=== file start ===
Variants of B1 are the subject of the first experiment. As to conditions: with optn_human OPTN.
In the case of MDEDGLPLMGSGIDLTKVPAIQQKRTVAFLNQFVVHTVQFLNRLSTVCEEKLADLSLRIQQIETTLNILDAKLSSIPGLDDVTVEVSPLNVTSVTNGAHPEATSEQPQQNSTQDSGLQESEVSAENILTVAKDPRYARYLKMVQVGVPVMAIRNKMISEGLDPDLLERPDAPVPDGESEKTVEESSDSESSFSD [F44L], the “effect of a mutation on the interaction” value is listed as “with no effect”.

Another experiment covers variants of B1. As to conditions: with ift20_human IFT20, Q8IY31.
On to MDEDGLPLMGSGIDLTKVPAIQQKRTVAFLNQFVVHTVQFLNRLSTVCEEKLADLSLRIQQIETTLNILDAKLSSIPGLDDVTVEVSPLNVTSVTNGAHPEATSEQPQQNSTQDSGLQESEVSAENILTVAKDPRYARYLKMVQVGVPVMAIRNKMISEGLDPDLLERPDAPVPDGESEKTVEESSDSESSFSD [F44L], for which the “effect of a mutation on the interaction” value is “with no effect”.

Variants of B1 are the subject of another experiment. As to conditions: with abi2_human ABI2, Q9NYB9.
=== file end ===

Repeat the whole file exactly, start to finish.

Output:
Variants of B1 are the subject of the first experiment. As to conditions: with optn_human OPTN.
In the case of MDEDGLPLMGSGIDLTKVPAIQQKRTVAFLNQFVVHTVQFLNRLSTVCEEKLADLSLRIQQIETTLNILDAKLSSIPGLDDVTVEVSPLNVTSVTNGAHPEATSEQPQQNSTQDSGLQESEVSAENILTVAKDPRYARYLKMVQVGVPVMAIRNKMISEGLDPDLLERPDAPVPDGESEKTVEESSDSESSFSD [F44L], the “effect of a mutation on the interaction” value is listed as “with no effect”.

Another experiment covers variants of B1. As to conditions: with ift20_human IFT20, Q8IY31.
On to MDEDGLPLMGSGIDLTKVPAIQQKRTVAFLNQFVVHTVQFLNRLSTVCEEKLADLSLRIQQIETTLNILDAKLSSIPGLDDVTVEVSPLNVTSVTNGAHPEATSEQPQQNSTQDSGLQESEVSAENILTVAKDPRYARYLKMVQVGVPVMAIRNKMISEGLDPDLLERPDAPVPDGESEKTVEESSDSESSFSD [F44L], for which the “effect of a mutation on the interaction” value is “with no effect”.

Variants of B1 are the subject of another experiment. As to conditions: with abi2_human ABI2, Q9NYB9.